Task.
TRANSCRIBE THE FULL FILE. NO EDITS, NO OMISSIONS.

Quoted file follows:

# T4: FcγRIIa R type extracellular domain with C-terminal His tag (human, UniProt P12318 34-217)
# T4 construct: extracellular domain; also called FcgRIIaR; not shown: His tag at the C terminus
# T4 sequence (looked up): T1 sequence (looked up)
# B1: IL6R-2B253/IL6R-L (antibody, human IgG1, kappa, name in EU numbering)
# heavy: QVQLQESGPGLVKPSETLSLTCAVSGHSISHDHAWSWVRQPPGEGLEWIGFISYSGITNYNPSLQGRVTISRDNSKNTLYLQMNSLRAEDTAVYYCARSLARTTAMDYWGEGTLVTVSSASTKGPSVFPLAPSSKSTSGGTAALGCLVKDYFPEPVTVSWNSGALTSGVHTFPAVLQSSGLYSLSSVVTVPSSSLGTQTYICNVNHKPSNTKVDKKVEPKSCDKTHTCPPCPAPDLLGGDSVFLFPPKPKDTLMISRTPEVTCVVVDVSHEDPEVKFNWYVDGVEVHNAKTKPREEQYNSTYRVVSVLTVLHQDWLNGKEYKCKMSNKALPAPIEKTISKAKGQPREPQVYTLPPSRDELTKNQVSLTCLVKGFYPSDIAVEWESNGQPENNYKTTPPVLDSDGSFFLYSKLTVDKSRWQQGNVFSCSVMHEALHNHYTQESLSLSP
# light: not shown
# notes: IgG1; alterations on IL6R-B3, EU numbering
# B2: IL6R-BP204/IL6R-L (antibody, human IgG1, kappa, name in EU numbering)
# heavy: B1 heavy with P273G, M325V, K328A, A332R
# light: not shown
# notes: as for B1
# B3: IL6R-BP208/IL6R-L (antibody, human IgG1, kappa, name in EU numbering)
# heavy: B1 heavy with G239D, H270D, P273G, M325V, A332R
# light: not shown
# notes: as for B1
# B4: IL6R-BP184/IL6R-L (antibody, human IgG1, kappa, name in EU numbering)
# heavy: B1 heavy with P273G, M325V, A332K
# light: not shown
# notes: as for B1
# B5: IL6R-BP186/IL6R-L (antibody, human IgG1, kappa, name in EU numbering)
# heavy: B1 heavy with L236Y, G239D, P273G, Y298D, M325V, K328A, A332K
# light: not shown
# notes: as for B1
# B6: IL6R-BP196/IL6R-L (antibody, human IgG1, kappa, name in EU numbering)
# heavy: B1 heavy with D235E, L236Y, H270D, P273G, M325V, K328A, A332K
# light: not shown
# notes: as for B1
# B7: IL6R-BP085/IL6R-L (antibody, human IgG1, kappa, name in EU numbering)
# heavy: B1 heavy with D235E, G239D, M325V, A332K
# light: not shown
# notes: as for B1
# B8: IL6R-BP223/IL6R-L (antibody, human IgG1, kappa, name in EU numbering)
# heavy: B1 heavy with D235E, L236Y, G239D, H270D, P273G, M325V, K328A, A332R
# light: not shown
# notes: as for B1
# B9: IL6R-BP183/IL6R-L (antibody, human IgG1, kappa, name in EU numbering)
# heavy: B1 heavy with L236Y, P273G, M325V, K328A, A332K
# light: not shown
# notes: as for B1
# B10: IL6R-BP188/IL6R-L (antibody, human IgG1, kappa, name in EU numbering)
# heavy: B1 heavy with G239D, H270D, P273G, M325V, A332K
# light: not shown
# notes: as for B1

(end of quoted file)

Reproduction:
# T4: FcγRIIa R type extracellular domain with C-terminal His tag (human, UniProt P12318 34-217)
# T4 construct: extracellular domain; also called FcgRIIaR; not shown: His tag at the C terminus
# T4 sequence (looked up): T1 sequence (looked up)
# B1: IL6R-2B253/IL6R-L (antibody, human IgG1, kappa, name in EU numbering)
# heavy: QVQLQESGPGLVKPSETLSLTCAVSGHSISHDHAWSWVRQPPGEGLEWIGFISYSGITNYNPSLQGRVTISRDNSKNTLYLQMNSLRAEDTAVYYCARSLARTTAMDYWGEGTLVTVSSASTKGPSVFPLAPSSKSTSGGTAALGCLVKDYFPEPVTVSWNSGALTSGVHTFPAVLQSSGLYSLSSVVTVPSSSLGTQTYICNVNHKPSNTKVDKKVEPKSCDKTHTCPPCPAPDLLGGDSVFLFPPKPKDTLMISRTPEVTCVVVDVSHEDPEVKFNWYVDGVEVHNAKTKPREEQYNSTYRVVSVLTVLHQDWLNGKEYKCKMSNKALPAPIEKTISKAKGQPREPQVYTLPPSRDELTKNQVSLTCLVKGFYPSDIAVEWESNGQPENNYKTTPPVLDSDGSFFLYSKLTVDKSRWQQGNVFSCSVMHEALHNHYTQESLSLSP
# light: not shown
# notes: IgG1; alterations on IL6R-B3, EU numbering
# B2: IL6R-BP204/IL6R-L (antibody, human IgG1, kappa, name in EU numbering)
# heavy: B1 heavy with P273G, M325V, K328A, A332R
# light: not shown
# notes: as for B1
# B3: IL6R-BP208/IL6R-L (antibody, human IgG1, kappa, name in EU numbering)
# heavy: B1 heavy with G239D, H270D, P273G, M325V, A332R
# light: not shown
# notes: as for B1
# B4: IL6R-BP184/IL6R-L (antibody, human IgG1, kappa, name in EU numbering)
# heavy: B1 heavy with P273G, M325V, A332K
# light: not shown
# notes: as for B1
# B5: IL6R-BP186/IL6R-L (antibody, human IgG1, kappa, name in EU numbering)
# heavy: B1 heavy with L236Y, G239D, P273G, Y298D, M325V, K328A, A332K
# light: not shown
# notes: as for B1
# B6: IL6R-BP196/IL6R-L (antibody, human IgG1, kappa, name in EU numbering)
# heavy: B1 heavy with D235E, L236Y, H270D, P273G, M325V, K328A, A332K
# light: not shown
# notes: as for B1
# B7: IL6R-BP085/IL6R-L (antibody, human IgG1, kappa, name in EU numbering)
# heavy: B1 heavy with D235E, G239D, M325V, A332K
# light: not shown
# notes: as for B1
# B8: IL6R-BP223/IL6R-L (antibody, human IgG1, kappa, name in EU numbering)
# heavy: B1 heavy with D235E, L236Y, G239D, H270D, P273G, M325V, K328A, A332R
# light: not shown
# notes: as for B1
# B9: IL6R-BP183/IL6R-L (antibody, human IgG1, kappa, name in EU numbering)
# heavy: B1 heavy with L236Y, P273G, M325V, K328A, A332K
# light: not shown
# notes: as for B1
# B10: IL6R-BP188/IL6R-L (antibody, human IgG1, kappa, name in EU numbering)
# heavy: B1 heavy with G239D, H270D, P273G, M325V, A332K
# light: not shown
# notes: as for B1